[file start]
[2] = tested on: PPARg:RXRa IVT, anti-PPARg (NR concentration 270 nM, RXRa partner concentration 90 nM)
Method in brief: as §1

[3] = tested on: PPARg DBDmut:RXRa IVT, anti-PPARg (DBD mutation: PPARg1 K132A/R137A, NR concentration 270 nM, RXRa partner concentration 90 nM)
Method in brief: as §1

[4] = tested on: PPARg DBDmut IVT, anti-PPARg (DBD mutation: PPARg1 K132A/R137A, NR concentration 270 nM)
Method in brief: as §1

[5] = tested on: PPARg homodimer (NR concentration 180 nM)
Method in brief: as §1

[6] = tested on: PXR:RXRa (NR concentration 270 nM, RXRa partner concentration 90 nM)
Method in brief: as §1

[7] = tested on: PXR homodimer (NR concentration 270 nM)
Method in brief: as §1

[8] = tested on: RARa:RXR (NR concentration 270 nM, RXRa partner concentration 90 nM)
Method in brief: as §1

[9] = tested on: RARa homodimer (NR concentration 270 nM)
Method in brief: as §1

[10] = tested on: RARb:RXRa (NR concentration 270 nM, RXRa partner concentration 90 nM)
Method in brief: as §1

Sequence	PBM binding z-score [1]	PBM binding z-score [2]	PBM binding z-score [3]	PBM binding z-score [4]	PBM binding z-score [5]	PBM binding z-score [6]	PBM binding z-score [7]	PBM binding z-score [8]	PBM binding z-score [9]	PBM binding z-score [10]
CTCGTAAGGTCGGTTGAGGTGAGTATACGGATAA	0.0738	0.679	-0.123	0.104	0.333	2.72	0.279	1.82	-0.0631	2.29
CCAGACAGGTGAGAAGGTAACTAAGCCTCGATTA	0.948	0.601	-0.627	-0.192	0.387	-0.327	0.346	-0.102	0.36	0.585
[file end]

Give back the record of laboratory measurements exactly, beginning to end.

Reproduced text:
[2] = tested on: PPARg:RXRa IVT, anti-PPARg (NR concentration 270 nM, RXRa partner concentration 90 nM)
Method in brief: as §1

[3] = tested on: PPARg DBDmut:RXRa IVT, anti-PPARg (DBD mutation: PPARg1 K132A/R137A, NR concentration 270 nM, RXRa partner concentration 90 nM)
Method in brief: as §1

[4] = tested on: PPARg DBDmut IVT, anti-PPARg (DBD mutation: PPARg1 K132A/R137A, NR concentration 270 nM)
Method in brief: as §1

[5] = tested on: PPARg homodimer (NR concentration 180 nM)
Method in brief: as §1

[6] = tested on: PXR:RXRa (NR concentration 270 nM, RXRa partner concentration 90 nM)
Method in brief: as §1

[7] = tested on: PXR homodimer (NR concentration 270 nM)
Method in brief: as §1

[8] = tested on: RARa:RXR (NR concentration 270 nM, RXRa partner concentration 90 nM)
Method in brief: as §1

[9] = tested on: RARa homodimer (NR concentration 270 nM)
Method in brief: as §1

[10] = tested on: RARb:RXRa (NR concentration 270 nM, RXRa partner concentration 90 nM)
Method in brief: as §1

Sequence	PBM binding z-score [1]	PBM binding z-score [2]	PBM binding z-score [3]	PBM binding z-score [4]	PBM binding z-score [5]	PBM binding z-score [6]	PBM binding z-score [7]	PBM binding z-score [8]	PBM binding z-score [9]	PBM binding z-score [10]
CTCGTAAGGTCGGTTGAGGTGAGTATACGGATAA	0.0738	0.679	-0.123	0.104	0.333	2.72	0.279	1.82	-0.0631	2.29
CCAGACAGGTGAGAAGGTAACTAAGCCTCGATTA	0.948	0.601	-0.627	-0.192	0.387	-0.327	0.346	-0.102	0.36	0.585